Purpose: Softgels are an attractive method of delivering a wide range of APIs to the human body. Due to the liquid/semisolid nature, potent, advanced, and functional softgel fills can be employed to address many challenging topics facing the pharmaceutical industry. However, the ability to modify release of softgels, when compared to solid oral doses (tablets) is not yet adequate. While enteric coatings are being widely utilized, the production of sustained release softgels is in its relative infancy. The soft, flexible, and permeable nature of the gelatin capsule makes coating a challenge both from a formulation and from a processing perspective. In this work, a novel coating formulation using Kollicoat® SR 30 D, a polyvinyl acetate based dispersion, is utilized for simple and efficient coating of commercial softgels. Furthermore, novel imagery techniques are utilized in order to understand mechanistically how the coating works on a softgel.
Methods: 1 gram, Omacor® omega 3 fatty acid capsules were utilized in this study to test and evaluate parameters and formulations capable of effectively producing a sustained release coating. Sustained release coating formulations were prepared utilizing a blend of Kollicoat® SR 30D, a polyvinyl acetate based 30% dispersion, Kollicoat® IR, a polyvinyl alcohol coplolymer as an instant release coating and pore former, triethyl citrate as a plasticizer and purified water for dilution. Various solids concentrations, coating weights, and processing parameters (Inlet Air temperature, exhaust air temperature, pan rotation speed, and spray rate) were tested on the Manesty XL Lab:01 pan coater. Batches were produced in 12 kg batches to closely mimic commercial coating mixing conditions. Standard USP II dissolution apparatus were utilized to test sustained release coatings in both low pH conditions of the stomach as well as 6.8 pH of the GI tract. Additional tests and analysis were performed using the Sirius® SDi2 in both visible and UV.
Results: In this study, it was found that for proper preparation and coating of a sustained release softgel, both the formulation and the manufacturing conditions are critical to performance. It was found specifically that a coating formulation of 15% w/w weight gain was required in order to achieve a homogeneous and adequate coating of the softgels to gain a sustained release effect. Furthermore, a blend of a minimum 30% Kollicoat® IR was required in the formulation in order to have an adequate release of drug over an 8 hour window. On the processing side, mixing in the pan was determined to be critical to adequate coating, while maintaining a relatively cool bed temperature of 36°C maximum to minimize the “spray drying” effect of the polymer coating. Mechanistic and visual studies of the resulting release indicate that the instant release coating (Kollicoat® IR) erodes first forming pores, which allow fluid to enter and begin dissolving the gelatin. Unlike traditional tablets, this is an additional mechanism required in order to begin release from the softgel, thus sufficiently more pore former needed to be used in order to facilitate diffusion of the gelatin, and later API.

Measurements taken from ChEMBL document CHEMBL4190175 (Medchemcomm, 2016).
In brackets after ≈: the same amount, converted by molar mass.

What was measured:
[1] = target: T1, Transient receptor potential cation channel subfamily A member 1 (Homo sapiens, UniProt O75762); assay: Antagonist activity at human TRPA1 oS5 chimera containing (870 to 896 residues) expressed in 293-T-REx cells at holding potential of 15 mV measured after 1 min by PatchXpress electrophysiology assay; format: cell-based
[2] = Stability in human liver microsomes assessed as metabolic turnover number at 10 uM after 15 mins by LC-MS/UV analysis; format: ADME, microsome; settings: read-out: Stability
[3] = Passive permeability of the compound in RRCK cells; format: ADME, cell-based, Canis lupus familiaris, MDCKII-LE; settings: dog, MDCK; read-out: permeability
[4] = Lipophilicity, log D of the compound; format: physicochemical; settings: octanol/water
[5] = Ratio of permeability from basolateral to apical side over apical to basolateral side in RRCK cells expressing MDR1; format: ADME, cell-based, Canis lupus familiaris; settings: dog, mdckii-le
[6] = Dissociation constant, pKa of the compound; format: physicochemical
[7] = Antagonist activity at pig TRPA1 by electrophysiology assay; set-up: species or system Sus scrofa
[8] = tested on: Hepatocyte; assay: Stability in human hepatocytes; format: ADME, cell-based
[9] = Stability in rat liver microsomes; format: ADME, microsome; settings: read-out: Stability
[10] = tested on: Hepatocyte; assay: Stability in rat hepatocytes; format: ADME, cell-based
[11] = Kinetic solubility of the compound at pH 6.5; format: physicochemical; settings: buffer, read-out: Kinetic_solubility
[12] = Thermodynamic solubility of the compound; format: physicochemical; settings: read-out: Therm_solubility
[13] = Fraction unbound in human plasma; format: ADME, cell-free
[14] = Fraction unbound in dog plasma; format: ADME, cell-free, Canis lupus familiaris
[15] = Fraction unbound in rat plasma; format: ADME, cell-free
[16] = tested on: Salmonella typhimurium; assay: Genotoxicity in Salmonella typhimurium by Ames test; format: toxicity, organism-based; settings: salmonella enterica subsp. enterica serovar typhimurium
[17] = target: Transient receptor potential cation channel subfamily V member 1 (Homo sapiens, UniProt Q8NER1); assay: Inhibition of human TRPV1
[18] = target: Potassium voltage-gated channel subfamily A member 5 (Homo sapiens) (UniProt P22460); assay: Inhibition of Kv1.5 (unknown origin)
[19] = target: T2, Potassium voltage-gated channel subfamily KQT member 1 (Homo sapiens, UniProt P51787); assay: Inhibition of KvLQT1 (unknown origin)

Conclusion: Producing sustained release softgel formulations is possible through careful design of the coating formulation and care of the processing conditions. It was found in this work that utilizing a 30% blend of pore forming, Kollicoat® IR combined with Kollicoat® SR 30D produced adequate sustained release coatings of softgels in a traditional pan coater.